When we begin our own primary (ages 3 to 6+) classrooms, we need to make a decision about our sandpaper letters and movable alphabet--which font do we choose? But, many of us inherit a classroom and must use the font we have. Or, we must follow the culture of our school so there is consistency from room to room. In any event, this is a topic Montessori guides consider deeply.
Unfortunately, I have not been able to find any specific, convincing studies that directly answer the question of which font is preferred. This is why Maitri Learning offers our movable alphabets in all three of the fonts commonly used for the sandpaper letters.
The question of font, however, has been indirectly answered.
“Old Montessorians never die, they just fade and observe.”
- Author unknown
I was observing in a primary classroom the other day when I saw an utterly enthralled 4-year-old boy doing the hand washing work. His hands were in the beautiful blue and white basin and he was smiling as he turned the water over and under each hand.
Soon he let out a sigh which apparently meant he was ready for the next step. He lifted his hands out of the basin, dried them on the towel, grasped the sides of the basin, and went to empty it. But into what? The perfectly coordinated pail was sitting ready for him on the shelf beneath the basin but it went completely unnoticed. Instead, the boy put the basin back on the table and placed the matching blue and white pitcher on the ground in front of the table. He then proceeded to meticulously pour the basin water into the wide-mouth of the pitcher! No easy task, let me assure you, yet very little water was spilled.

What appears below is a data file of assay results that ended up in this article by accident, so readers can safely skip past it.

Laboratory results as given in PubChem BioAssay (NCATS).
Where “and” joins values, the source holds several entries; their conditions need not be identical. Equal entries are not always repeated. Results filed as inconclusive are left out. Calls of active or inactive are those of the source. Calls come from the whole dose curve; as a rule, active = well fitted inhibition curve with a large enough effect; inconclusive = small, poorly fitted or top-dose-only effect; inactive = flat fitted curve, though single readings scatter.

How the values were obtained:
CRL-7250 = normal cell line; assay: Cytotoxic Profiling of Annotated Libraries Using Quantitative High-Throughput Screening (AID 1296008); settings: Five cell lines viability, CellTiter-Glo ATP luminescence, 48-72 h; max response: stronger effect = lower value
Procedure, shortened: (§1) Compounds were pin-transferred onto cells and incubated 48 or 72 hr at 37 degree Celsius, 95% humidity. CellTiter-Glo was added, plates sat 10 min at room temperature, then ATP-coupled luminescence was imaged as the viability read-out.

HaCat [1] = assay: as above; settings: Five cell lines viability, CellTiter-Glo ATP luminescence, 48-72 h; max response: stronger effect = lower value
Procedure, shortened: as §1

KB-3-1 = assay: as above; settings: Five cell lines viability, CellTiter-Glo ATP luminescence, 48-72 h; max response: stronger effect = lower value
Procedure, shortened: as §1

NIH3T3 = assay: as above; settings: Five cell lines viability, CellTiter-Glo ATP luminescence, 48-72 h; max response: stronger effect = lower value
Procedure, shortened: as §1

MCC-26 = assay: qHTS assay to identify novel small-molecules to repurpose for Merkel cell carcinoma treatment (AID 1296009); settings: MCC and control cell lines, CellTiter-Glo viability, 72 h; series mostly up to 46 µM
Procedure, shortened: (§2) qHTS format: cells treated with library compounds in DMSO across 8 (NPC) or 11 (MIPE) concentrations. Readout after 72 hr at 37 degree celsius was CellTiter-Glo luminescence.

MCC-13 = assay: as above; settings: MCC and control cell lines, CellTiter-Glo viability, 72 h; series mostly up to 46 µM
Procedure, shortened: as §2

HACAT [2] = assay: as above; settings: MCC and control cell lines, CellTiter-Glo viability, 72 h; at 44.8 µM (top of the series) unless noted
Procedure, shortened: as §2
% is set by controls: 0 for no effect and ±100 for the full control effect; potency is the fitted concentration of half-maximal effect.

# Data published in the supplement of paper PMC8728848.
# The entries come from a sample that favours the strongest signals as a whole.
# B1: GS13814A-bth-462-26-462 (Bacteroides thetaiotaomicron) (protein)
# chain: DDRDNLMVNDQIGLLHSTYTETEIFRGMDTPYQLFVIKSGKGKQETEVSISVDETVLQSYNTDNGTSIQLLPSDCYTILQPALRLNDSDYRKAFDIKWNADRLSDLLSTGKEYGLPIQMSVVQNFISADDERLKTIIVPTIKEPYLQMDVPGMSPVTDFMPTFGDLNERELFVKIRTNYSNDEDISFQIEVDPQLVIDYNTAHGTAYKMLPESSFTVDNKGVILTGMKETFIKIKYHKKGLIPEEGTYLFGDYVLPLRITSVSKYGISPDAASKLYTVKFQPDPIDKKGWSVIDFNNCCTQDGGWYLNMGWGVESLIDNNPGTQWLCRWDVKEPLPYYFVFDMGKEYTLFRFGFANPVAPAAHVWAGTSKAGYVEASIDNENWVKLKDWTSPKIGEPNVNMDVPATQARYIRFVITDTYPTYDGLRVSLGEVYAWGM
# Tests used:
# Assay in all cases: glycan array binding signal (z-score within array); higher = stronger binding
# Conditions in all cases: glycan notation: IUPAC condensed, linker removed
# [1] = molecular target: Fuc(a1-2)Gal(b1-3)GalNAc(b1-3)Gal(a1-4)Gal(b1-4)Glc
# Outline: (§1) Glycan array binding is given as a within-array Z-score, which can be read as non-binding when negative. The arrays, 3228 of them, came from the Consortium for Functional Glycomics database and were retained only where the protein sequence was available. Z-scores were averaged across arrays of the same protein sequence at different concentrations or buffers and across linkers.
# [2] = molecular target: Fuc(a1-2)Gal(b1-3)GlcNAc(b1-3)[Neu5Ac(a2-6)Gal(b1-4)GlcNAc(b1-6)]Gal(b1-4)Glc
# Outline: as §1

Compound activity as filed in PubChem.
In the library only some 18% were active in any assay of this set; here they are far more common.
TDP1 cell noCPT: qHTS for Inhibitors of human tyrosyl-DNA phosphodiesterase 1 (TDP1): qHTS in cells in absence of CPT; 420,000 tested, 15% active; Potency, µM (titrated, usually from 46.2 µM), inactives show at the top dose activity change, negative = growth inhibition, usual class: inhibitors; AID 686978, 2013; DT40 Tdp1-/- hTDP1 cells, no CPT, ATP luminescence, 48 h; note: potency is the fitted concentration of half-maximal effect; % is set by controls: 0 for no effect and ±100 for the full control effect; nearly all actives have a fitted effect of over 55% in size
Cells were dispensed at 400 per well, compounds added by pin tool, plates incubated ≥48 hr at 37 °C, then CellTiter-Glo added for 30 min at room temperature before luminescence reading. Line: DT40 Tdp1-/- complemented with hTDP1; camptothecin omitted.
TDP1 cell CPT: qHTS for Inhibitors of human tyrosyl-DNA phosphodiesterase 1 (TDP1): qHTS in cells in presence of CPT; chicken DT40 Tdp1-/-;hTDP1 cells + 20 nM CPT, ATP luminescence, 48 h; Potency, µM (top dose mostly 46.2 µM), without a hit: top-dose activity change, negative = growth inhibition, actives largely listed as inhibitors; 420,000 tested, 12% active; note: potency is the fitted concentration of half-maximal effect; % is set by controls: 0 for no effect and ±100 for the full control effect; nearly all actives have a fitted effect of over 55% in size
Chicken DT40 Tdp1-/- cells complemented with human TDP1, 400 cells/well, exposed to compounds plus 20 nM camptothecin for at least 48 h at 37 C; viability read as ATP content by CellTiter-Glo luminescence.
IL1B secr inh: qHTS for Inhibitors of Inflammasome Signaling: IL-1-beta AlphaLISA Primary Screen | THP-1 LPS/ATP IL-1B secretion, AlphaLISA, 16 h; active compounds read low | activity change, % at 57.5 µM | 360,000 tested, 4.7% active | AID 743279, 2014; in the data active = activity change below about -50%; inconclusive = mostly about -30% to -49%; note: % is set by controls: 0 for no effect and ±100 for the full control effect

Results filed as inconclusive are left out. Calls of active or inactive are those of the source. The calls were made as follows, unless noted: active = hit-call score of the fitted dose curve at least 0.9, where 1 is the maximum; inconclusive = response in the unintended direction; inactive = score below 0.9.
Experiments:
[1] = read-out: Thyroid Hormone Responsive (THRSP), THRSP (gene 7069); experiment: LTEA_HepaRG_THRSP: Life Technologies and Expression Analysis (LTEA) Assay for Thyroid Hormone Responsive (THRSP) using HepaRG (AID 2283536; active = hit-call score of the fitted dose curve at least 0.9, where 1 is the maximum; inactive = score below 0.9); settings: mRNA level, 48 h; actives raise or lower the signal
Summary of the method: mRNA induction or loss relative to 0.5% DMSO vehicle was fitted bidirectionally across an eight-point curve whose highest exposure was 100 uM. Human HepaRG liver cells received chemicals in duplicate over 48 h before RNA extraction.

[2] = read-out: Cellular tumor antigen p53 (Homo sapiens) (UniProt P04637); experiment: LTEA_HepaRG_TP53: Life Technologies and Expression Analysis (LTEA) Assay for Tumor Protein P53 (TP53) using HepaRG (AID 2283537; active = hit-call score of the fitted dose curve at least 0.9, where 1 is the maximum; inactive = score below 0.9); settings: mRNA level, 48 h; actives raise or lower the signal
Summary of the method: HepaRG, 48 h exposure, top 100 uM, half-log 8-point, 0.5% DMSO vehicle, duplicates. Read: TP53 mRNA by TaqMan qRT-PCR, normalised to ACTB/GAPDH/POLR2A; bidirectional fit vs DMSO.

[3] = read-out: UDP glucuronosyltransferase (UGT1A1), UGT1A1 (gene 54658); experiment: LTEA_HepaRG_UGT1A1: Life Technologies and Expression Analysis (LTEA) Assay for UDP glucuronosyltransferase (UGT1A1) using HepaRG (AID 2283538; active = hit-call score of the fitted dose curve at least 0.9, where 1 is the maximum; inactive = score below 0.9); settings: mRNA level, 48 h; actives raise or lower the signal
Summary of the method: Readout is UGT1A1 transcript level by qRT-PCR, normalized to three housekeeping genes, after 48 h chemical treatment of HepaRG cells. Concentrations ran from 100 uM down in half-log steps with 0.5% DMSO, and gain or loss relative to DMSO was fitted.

I've been working with Libertas Public Montessori School in Memphis. One of our many projects is to open a new Primary class. So, I've been investing a great deal of time in looking at material suppliers, thinking about plants, and measuring heights for tables and chairs. Since I know I'm not the only one doing this work, I decided to post my thoughts and discoveries here so we can all benefit...and maybe get a few of you to post some replies!
Sometimes our space has many low windows that bring a gorgeous natural landscape right into our classrooms. Sometimes, we have cinder block walls up to a drop ceiling. We have to work with what we have but in all cases, we must prioritize the natural world. Not just because I say so, but because research shows that views of nature have significant effects on attention and learning.
If you have windows with views of nature, showcase them. Put your easel right in front of them. Set many tables so that they look out on the vista. Banish your curtains and shades unless the sunlight is blinding.